Abbeville, Alabama, the home of Huggin Molly, lies twelve miles from the Chattahoochee River. It is also the home of approximately 2,688 residents, many of whom can regale you with stories of their own personal encounters with the ghost. Recent visitors of the small town say empty buildings line the streets giving it an air of abandonment and only lending to the eerie atmosphere of Huggin Molly’s long time home.
Huggin Molly is Abbeville, Alabama’s very own urban boogeyman. Abbeville residents admonish their children that Huggin Molly lays in wait for the disobedient child out after dark. She is depicted as a very large woman, 7 feet tall and just as big around. She dwells in the shadows and is known to walk the streets of Abbeville late at night, long black dress swaying in the breeze. If you should happen upon her, she gives chase hugging, sometimes crushing, her catch while screaming in their ear.
The tale of Huggin Molly began in the early 1900’s instilling terror in the children of Abbeville. In those days, no light was found on the town’s side streets making the night darker and leaving Huggin Molly to roam where she pleased. The stray child or teenager caught out after dark might find themselves being followed by a large dark figure whose footsteps keep pace and echo their own, until finally leaping upon the night-time prey. However, some stories say the town’s children weren’t the only victims of Huggin Molly.
One story told by an Abbeville native, Marian Glover Leonard, suggested Huggin Molly also pursued the town’s adults after dark. She describes how her neighbor, James Robert Shell, found himself followed home by a large black-robed figure late one night. As the terrified man began running for the lighted windows of home only a few hundred yards away, his mother appeared at the door yelling encouragement, “Run, Robert, run!” as she held the doorway open for him.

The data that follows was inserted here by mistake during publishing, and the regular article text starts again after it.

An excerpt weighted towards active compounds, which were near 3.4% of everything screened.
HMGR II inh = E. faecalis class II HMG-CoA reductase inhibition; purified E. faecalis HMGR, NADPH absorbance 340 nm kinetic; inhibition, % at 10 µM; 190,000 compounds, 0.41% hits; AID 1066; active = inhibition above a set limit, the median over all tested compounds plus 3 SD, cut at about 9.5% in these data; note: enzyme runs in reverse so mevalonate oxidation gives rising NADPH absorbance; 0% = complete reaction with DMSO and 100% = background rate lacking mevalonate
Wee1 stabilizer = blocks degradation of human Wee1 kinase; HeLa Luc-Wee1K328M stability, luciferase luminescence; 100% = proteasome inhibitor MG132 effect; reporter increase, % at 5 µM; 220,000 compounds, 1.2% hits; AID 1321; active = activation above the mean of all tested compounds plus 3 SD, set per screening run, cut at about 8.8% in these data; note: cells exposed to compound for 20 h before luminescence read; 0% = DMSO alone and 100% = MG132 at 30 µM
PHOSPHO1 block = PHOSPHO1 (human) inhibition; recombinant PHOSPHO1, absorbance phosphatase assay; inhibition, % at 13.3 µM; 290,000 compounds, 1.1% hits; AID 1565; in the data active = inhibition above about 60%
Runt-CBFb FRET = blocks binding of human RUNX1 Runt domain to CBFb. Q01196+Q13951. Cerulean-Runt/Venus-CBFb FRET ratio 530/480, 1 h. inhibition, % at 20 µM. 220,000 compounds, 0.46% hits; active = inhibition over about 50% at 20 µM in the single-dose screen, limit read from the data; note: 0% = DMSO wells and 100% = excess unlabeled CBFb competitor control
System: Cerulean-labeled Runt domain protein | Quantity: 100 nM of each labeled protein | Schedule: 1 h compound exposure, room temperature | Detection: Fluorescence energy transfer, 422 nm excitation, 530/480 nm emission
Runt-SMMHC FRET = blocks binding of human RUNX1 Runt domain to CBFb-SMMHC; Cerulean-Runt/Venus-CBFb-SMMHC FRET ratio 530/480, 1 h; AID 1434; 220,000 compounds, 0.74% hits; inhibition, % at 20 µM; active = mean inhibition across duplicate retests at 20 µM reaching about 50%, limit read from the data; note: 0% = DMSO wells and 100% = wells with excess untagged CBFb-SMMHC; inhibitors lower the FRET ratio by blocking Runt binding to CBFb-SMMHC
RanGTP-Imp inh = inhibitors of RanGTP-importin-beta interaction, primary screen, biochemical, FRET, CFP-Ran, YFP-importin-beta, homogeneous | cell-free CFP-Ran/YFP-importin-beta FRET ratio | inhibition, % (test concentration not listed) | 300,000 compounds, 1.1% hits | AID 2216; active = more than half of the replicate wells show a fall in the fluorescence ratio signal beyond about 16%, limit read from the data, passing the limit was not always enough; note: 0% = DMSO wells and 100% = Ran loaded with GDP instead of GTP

Who Huggin Molly was, remains a mystery, but the most prominent stories suggest she’s the ghost of a woman who began hugging the town’s youngsters while searching for her own lost child. She screams when she realizes the child she has in her grasp is not her own. Others suggest the myth began with a local professor who, in an attempt to keep her students off the streets at night, and in class the next day, donned a black robe and terrorized those she found out after dark.
Regardless of where the real tale began, most of the townsfolk agree the lore is based in fact, although today’s tale is intertwined with personal encounters and stories passed down from generation to generation.
To revisit the memory of the woman shrouded in tragedy and terror, the remaining town residents visit Huggin Molly’s café, located in downtown Abbeville. The café offers such delicacies as “sandwitches” and “Molly fingers” to locals and travelers alike. So if you’re seeking a good ghost town and story, you just might find Abbeville a worthwhile stop in search of your own personal encounter.